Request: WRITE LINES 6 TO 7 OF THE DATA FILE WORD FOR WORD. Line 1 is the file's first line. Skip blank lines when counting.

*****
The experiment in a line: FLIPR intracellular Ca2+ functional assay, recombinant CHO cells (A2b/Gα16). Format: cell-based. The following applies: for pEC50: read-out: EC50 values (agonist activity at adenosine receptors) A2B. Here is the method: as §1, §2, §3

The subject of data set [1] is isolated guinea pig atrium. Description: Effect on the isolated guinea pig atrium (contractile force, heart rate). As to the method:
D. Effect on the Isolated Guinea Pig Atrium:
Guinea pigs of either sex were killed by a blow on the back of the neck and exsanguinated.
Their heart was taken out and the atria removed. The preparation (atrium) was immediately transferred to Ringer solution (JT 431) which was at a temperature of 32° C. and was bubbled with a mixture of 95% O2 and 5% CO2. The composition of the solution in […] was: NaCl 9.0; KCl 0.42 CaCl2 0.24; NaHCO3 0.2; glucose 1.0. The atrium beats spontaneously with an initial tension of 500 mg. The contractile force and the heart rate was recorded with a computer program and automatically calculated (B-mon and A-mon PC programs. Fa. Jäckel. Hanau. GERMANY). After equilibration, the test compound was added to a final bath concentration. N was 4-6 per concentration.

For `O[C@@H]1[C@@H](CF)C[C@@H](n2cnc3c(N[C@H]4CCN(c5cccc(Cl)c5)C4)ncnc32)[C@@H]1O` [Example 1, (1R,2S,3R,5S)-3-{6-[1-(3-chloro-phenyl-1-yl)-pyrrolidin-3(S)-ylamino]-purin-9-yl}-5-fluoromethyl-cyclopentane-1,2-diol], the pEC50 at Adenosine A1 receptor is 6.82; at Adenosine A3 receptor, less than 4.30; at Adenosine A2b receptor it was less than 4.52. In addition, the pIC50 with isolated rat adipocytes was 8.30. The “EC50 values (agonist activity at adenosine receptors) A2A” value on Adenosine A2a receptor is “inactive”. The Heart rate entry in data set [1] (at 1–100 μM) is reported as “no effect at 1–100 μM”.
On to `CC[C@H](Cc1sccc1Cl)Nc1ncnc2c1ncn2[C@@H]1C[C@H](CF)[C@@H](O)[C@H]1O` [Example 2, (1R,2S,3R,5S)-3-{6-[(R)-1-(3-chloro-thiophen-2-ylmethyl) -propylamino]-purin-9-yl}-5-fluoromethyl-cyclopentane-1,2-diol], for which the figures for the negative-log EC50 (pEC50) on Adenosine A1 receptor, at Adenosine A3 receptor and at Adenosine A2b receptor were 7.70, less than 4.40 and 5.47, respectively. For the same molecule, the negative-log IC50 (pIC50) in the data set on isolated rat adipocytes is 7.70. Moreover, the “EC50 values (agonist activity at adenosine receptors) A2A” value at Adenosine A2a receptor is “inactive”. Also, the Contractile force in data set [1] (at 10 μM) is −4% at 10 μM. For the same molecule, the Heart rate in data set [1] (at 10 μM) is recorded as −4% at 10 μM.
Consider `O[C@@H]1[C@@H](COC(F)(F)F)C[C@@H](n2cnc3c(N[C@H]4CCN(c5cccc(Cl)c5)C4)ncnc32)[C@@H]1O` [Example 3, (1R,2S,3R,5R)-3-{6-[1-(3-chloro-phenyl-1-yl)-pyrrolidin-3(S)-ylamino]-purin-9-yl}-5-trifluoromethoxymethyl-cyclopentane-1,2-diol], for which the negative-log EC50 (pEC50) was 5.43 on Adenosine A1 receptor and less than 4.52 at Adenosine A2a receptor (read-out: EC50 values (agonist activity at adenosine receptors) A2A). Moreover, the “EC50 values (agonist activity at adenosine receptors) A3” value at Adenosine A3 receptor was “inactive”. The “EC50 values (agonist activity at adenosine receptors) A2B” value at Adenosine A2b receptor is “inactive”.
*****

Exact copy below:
For `O[C@@H]1[C@@H](CF)C[C@@H](n2cnc3c(N[C@H]4CCN(c5cccc(Cl)c5)C4)ncnc32)[C@@H]1O` [Example 1, (1R,2S,3R,5S)-3-{6-[1-(3-chloro-phenyl-1-yl)-pyrrolidin-3(S)-ylamino]-purin-9-yl}-5-fluoromethyl-cyclopentane-1,2-diol], the pEC50 at Adenosine A1 receptor is 6.82; at Adenosine A3 receptor, less than 4.30; at Adenosine A2b receptor it was less than 4.52. In addition, the pIC50 with isolated rat adipocytes was 8.30. The “EC50 values (agonist activity at adenosine receptors) A2A” value on Adenosine A2a receptor is “inactive”. The Heart rate entry in data set [1] (at 1–100 μM) is reported as “no effect at 1–100 μM”.
On to `CC[C@H](Cc1sccc1Cl)Nc1ncnc2c1ncn2[C@@H]1C[C@H](CF)[C@@H](O)[C@H]1O` [Example 2, (1R,2S,3R,5S)-3-{6-[(R)-1-(3-chloro-thiophen-2-ylmethyl) -propylamino]-purin-9-yl}-5-fluoromethyl-cyclopentane-1,2-diol], for which the figures for the negative-log EC50 (pEC50) on Adenosine A1 receptor, at Adenosine A3 receptor and at Adenosine A2b receptor were 7.70, less than 4.40 and 5.47, respectively. For the same molecule, the negative-log IC50 (pIC50) in the data set on isolated rat adipocytes is 7.70. Moreover, the “EC50 values (agonist activity at adenosine receptors) A2A” value at Adenosine A2a receptor is “inactive”. Also, the Contractile force in data set [1] (at 10 μM) is −4% at 10 μM. For the same molecule, the Heart rate in data set [1] (at 10 μM) is recorded as −4% at 10 μM.